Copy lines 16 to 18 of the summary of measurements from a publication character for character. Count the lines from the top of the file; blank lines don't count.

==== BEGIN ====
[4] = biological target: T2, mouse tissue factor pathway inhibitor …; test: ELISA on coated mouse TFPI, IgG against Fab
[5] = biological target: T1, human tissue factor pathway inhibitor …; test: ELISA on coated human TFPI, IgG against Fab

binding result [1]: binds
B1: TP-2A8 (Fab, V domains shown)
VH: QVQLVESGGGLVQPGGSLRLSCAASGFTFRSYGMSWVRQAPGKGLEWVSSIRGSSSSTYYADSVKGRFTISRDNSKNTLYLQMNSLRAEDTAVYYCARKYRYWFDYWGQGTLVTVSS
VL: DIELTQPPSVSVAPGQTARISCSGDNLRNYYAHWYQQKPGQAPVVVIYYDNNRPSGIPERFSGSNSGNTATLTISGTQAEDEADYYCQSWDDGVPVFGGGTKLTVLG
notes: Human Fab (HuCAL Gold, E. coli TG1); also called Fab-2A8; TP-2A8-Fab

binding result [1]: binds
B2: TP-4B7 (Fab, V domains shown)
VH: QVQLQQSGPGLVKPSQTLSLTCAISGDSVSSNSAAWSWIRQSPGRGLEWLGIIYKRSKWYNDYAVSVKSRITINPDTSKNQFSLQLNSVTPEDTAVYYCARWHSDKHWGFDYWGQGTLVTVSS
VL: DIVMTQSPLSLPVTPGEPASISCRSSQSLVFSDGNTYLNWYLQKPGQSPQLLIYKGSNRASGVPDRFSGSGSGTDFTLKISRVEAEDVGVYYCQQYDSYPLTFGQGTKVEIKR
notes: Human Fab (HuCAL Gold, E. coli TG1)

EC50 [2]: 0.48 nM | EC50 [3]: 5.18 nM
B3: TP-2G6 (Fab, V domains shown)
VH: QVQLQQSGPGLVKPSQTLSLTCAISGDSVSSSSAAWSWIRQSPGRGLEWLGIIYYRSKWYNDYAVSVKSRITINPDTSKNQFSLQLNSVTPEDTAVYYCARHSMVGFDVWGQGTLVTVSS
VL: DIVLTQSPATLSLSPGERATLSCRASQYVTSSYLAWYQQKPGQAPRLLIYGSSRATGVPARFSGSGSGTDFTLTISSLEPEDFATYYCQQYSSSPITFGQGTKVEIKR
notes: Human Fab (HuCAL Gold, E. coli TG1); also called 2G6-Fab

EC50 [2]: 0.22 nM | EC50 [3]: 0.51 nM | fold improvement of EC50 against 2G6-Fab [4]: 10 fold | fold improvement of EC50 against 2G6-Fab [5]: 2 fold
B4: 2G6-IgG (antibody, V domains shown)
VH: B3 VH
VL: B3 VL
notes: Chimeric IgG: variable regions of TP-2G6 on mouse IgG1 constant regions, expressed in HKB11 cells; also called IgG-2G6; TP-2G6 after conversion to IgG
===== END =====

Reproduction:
VL: DIVLTQSPATLSLSPGERATLSCRASQYVTSSYLAWYQQKPGQAPRLLIYGSSRATGVPARFSGSGSGTDFTLTISSLEPEDFATYYCQQYSSSPITFGQGTKVEIKR
notes: Human Fab (HuCAL Gold, E. coli TG1); also called 2G6-Fab

EC50 [2]: 0.22 nM | EC50 [3]: 0.51 nM | fold improvement of EC50 against 2G6-Fab [4]: 10 fold | fold improvement of EC50 against 2G6-Fab [5]: 2 fold